Hypernatremia is an abnormal increase of blood sodium. It can result from water loss from the blood, resulting in the hemoconcentration of all blood constituents. Hormonal imbalances involving ADH and aldosterone may also result in higher-than-normal sodium values.

Potassium

Potassium is the major intracellular cation. It helps establish the resting membrane potential in neurons and muscle fibers after membrane depolarization and action potentials. In contrast to sodium, potassium has very little effect on osmotic pressure. The low levels of potassium in blood and CSF are due to the sodium-potassium pumps in cell membranes, which maintain the normal potassium concentration gradients between the ICF and ECF. The recommendation for daily intake/consumption of potassium is 4700 mg. Potassium is excreted, both actively and passively, through the renal tubules, especially the distal convoluted tubule and collecting ducts. Potassium participates in the exchange with sodium in the renal tubules under the influence of aldosterone, which also relies on basolateral sodium-potassium pumps.

Questions & Answers

I only see partial conversation and what's the question here!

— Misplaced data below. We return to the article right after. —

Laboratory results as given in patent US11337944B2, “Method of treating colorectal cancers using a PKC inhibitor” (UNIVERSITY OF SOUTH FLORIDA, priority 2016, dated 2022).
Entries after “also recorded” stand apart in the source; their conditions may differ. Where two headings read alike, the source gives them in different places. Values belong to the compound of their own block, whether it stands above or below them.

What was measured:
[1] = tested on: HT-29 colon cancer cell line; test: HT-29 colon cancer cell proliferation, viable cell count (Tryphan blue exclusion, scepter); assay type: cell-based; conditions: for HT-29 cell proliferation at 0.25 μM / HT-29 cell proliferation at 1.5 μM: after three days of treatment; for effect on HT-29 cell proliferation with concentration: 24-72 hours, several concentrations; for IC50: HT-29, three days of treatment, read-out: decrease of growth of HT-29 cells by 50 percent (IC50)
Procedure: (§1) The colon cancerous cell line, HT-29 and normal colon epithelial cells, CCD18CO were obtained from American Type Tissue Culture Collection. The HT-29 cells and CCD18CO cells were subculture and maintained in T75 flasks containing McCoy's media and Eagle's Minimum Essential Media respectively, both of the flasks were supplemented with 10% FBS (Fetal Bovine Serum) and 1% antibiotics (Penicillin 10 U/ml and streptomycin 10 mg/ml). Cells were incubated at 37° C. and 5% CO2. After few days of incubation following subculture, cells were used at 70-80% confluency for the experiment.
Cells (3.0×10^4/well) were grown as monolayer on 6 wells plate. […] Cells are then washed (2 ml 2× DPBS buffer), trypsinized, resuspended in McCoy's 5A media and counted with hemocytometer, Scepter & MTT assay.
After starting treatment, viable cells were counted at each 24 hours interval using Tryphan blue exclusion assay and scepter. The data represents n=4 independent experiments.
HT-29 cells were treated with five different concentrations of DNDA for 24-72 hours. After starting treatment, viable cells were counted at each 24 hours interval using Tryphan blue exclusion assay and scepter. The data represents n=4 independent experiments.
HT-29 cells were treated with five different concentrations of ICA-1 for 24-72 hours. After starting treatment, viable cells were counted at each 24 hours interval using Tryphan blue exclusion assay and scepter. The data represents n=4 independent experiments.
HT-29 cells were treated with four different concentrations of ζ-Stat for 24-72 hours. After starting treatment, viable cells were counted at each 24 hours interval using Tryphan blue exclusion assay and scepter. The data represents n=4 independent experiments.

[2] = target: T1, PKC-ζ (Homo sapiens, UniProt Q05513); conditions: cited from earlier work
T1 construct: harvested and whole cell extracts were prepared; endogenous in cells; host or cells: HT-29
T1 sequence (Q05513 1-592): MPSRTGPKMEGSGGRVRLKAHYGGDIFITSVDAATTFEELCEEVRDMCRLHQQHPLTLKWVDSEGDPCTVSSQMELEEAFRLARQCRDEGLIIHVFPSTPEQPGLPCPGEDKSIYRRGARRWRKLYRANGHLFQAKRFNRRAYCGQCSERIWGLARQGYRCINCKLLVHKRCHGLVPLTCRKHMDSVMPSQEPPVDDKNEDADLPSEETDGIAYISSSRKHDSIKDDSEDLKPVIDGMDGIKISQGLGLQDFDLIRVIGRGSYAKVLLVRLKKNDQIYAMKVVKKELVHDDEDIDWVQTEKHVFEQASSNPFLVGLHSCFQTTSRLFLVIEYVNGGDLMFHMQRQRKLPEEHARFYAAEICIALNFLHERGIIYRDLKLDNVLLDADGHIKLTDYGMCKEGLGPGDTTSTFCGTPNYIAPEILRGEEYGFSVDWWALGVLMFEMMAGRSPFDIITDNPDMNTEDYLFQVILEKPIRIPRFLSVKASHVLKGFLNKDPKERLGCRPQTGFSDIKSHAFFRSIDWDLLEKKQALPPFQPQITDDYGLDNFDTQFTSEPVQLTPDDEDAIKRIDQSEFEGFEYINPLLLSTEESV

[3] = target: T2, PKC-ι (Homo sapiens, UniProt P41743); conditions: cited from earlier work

Crow Reply
what about nanotechnology for water purification
RAW Reply
please someone correct me if I'm wrong but I think one can use nanoparticles, specially silver nanoparticles for water treatment.
Damian
what is the stm
Brian Reply
is there industrial application of fullrenes. What is the method to prepare fullrene on large scale.?
Rafiq
industrial application...? mmm I think on the medical side as drug carrier, but you should go deeper on your research, I may be wrong
Damian
How we are making nano material?
LITNING Reply
what is a peer
LITNING Reply
What is meant by 'nano scale'?
LITNING Reply
What is STMs full form?
LITNING
scanning tunneling microscope
Sahil
how nano science is used for hydrophobicity
Santosh
Do u think that Graphene and Fullrene fiber can be used to make Air Plane body structure the lightest and strongest. Rafiq
Rafiq
what is differents between GO and RGO?
Mahi